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Skin patch developed to analyze sweat during exercise



There’s a new product being created that could be valuable to triathletes and endurance athletes. Researchers at Northwestern University are developing a skin patch that tests your sweat during exercise to see how the body is responding.

Designed for one-time use, the patch tests key biomarkers as an athlete exercises — these include hydration and electrolyte levels. For triathletes, this could help deliver an early warning that the body is in need of replenishment.

“The intimate skin interface created by this wearable, skin-like microfluidic system enables new measurement capabilities not possible with the kinds of absorbent pads and sponges currently used in sweat collection,” said John A. Rogers, who led the research team.

“Sweat is a rich, chemical broth containing a number of important chemical compounds with physiological health information. By expanding our previously developed ‘epidermal’ electronics platform to include a complex network of microfluidic channels and storage reservoirs, we now can perform biochemical analysis of this important biofluid.”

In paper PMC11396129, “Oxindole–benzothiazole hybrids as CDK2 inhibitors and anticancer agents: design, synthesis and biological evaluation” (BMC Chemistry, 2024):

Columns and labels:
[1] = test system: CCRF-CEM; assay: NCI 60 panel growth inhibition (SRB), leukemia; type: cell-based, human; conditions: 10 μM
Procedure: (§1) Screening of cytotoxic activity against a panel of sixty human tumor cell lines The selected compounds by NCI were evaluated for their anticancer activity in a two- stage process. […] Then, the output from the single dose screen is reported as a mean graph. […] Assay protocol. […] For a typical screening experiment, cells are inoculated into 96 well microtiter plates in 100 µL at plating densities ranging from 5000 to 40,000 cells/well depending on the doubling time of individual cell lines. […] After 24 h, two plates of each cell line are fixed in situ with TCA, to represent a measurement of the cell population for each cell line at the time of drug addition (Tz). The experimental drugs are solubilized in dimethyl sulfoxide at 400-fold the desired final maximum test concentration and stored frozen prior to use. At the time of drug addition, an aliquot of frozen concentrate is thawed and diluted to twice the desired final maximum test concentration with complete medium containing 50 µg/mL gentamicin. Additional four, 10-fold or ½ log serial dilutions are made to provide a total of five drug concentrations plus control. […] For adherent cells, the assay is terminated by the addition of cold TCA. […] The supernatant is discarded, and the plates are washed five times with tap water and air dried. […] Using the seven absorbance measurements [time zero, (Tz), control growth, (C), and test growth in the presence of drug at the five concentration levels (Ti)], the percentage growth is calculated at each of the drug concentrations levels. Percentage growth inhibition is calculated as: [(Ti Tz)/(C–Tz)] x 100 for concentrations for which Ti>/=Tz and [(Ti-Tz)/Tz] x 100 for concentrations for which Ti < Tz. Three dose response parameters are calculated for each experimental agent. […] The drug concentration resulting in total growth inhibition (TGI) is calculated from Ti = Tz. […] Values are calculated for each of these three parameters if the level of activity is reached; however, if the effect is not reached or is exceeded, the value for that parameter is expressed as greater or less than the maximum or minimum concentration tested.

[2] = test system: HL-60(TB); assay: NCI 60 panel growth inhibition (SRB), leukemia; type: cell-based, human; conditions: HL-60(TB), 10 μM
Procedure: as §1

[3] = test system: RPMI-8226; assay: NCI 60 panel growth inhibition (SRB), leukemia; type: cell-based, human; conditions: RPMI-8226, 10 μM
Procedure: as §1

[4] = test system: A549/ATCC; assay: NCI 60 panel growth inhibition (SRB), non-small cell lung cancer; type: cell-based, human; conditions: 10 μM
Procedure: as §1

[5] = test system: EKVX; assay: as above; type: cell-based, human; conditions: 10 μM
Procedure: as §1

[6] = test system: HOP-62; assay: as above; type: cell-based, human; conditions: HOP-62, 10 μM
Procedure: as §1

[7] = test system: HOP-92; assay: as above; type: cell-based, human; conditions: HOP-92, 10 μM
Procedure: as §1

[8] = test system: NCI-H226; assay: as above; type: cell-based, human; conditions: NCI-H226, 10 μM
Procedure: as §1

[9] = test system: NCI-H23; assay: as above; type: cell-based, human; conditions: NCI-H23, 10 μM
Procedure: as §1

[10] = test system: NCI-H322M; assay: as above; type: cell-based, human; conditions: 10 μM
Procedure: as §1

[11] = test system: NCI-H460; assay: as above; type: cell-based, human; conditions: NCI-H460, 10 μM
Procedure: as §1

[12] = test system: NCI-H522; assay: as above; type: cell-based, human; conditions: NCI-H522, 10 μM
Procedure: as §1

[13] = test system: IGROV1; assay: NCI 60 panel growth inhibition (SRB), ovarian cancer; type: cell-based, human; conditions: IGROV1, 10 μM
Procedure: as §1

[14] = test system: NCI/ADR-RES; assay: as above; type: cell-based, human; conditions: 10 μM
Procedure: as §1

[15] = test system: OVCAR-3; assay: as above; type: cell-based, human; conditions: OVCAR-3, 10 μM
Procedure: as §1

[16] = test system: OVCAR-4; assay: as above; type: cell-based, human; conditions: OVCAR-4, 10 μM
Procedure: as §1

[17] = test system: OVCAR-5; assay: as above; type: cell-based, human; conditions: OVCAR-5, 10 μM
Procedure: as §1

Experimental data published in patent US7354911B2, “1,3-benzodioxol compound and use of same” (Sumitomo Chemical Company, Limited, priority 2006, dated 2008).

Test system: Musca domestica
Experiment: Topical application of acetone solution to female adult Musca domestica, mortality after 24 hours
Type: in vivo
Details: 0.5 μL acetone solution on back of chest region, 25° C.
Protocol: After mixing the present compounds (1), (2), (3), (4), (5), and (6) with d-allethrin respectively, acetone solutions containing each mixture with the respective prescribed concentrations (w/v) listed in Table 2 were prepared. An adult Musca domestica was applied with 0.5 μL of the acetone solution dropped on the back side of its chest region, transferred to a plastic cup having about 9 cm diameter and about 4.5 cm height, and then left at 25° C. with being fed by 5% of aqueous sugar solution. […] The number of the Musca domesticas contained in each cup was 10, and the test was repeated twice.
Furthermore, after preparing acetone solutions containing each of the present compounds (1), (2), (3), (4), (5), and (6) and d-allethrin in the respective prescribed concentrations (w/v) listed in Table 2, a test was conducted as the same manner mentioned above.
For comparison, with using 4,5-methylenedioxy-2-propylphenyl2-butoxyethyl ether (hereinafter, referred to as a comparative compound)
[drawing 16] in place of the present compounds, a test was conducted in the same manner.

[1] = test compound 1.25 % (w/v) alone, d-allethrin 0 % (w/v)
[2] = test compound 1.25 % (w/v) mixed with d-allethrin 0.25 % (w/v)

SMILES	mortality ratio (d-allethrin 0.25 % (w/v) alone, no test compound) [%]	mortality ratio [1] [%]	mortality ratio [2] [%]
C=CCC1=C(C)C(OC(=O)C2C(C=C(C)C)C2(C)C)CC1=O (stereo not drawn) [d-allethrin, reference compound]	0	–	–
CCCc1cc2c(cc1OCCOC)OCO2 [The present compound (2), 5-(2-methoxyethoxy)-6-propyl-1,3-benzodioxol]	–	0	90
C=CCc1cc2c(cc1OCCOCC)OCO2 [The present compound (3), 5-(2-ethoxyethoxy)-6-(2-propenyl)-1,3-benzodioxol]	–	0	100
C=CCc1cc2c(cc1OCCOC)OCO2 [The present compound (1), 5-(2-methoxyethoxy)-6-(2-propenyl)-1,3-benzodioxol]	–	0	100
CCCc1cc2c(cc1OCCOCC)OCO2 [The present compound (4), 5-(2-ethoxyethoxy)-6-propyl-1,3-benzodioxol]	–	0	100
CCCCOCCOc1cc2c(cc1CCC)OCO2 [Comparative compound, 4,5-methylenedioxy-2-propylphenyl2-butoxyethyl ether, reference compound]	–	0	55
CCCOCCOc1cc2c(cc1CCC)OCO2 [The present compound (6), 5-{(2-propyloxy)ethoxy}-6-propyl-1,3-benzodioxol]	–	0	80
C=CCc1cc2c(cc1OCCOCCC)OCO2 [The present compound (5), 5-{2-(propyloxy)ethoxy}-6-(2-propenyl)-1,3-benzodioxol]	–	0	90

The patch is easy to use — athletes simply apply the patch to the skin and start moving. Its collects perspiration and moves it to different compartments where it interacts with chemicals that change colour to reflect sweat loss and the perspiration’s acidity level, as well as chloride, glucose and lactate. You can use your smartphone to take a picture of the patch after use with an app that interprets what they mean.

When tested, the patches stayed in place and successfully collected the data of the 21 athletes riding indoors, and 12 riding during an outdoor, long distance bike race.

Rogers see the patch in the same realm as technology like heart rate and power meters  hopes to improve the patch to work for more than just one-time use and expand cover more of the body.